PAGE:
If by that you mean that tarot cards developed in a secular context, then yes. Although some people still think of tarot as coming from a long-lost mystical tradition, most of its iconography actually has its origins in the decadent Court of Milan in northern Italy sometime around the beginning of the 15th century. During that period, the cards were part of a skill-and-chance-based game that also functioned as an allegory for life. The well-known ‘Visconti’ decks contain narrative elements that are connected directly to the Visconti family, and so you can probably assume that as they played what was basically a recreational trick-taking card game, they were also thinking about their family’s legacy. It was only later, in the second half of the 18th century in France, and then again in the late-19th and early-20th centuries in Britain, that tarot cards really developed as a divinatory tool. Since theatrical magicians have conventionally been sceptical of many esoteric magical practices, it’s pretty remarkable that Spare’s deck – which is essentially a relic of the British occult revival – ended up in the collections of the Magic Circle. We think that Spare hand painted the cards around 1906; they were then donated to the collection in the mid-1940s, but because of the Magic Circle’s strict code of secrecy, the cards went underground. I always think that the deck therefore effectively ‘missed’ the 20th century, and its influence is only now starting to be felt, at a time when there’s a lot of speculation, and anxiety, about the future.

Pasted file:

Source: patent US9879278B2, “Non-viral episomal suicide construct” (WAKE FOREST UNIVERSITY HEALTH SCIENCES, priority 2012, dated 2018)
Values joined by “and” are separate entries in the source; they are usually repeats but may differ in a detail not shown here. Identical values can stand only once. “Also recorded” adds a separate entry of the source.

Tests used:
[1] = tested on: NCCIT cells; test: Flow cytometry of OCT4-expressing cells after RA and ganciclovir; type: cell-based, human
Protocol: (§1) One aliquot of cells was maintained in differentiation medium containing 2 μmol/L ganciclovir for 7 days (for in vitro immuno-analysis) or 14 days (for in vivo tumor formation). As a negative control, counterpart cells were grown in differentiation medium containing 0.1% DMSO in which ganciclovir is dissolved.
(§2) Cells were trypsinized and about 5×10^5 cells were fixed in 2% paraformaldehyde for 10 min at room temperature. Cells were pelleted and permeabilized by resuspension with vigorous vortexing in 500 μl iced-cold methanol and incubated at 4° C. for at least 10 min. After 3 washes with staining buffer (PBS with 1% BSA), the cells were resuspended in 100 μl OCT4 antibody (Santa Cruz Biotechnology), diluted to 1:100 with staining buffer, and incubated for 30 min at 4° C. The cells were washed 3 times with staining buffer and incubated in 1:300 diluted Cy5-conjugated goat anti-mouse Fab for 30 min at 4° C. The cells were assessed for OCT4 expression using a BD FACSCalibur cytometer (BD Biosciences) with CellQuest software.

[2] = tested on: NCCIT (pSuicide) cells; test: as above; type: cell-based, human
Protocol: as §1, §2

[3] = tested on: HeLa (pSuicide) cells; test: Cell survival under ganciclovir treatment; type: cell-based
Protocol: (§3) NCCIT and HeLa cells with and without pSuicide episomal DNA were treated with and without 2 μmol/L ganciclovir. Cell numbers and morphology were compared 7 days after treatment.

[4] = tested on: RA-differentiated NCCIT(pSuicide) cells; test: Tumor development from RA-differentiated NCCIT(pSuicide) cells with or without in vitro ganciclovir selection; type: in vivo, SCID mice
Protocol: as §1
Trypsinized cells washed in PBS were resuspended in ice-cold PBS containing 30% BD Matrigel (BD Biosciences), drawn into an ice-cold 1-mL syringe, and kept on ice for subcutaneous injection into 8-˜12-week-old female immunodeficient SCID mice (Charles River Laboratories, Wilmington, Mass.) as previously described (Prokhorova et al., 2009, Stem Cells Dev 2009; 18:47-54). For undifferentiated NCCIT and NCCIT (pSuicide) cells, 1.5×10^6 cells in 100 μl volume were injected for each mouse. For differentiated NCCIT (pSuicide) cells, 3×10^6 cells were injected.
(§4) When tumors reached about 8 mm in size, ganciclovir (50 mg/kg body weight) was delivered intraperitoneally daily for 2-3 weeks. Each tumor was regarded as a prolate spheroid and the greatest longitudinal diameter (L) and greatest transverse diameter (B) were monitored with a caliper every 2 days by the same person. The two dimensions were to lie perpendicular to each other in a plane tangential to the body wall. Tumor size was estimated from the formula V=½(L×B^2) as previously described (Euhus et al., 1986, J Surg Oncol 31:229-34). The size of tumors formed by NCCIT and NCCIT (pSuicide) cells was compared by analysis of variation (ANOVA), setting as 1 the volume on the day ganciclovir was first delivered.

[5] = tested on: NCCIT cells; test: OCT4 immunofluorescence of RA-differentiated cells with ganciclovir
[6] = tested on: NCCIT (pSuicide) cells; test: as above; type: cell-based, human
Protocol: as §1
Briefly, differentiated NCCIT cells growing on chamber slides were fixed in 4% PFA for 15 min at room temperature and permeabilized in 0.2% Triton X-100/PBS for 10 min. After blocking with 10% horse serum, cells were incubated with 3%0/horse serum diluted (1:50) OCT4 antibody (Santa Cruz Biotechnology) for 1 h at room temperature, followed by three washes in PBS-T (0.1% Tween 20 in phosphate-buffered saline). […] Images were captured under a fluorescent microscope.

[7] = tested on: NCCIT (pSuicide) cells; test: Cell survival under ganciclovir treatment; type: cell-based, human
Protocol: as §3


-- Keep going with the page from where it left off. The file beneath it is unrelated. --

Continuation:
So an artefact that’s been dormant for over a hundred years, made by an outsider artist who very few people have really taken an interest in, begins to affect historical timelines and starts to reshape things. Histories aren’t fixed, as we know from the situation with other more public-facing artefacts like, say, the stolen Benin Bronzes, which are now gradually being returned, and as a result history is getting a rewrite. It also seems important to move forward together into the future, in ways that embody how we’d like it to be – for instance, articulated by more female voices, and recognising and learning from indigenous knowledge. The flexibility of history and the possibility of different futures is something that we seem to come back to with the idea of the tarot. Card reading is an interesting speculative process: You select a set of random cards in a non-conscious way, whereupon a series of images are laid out as a structurally significant spread; this then starts to guide a conversation, perhaps even a narrative. That narrative exists only because of the order in which the cards have fallen and their position in relation to one another. Accidental themes are captured, instilled, stopped, and given meaning.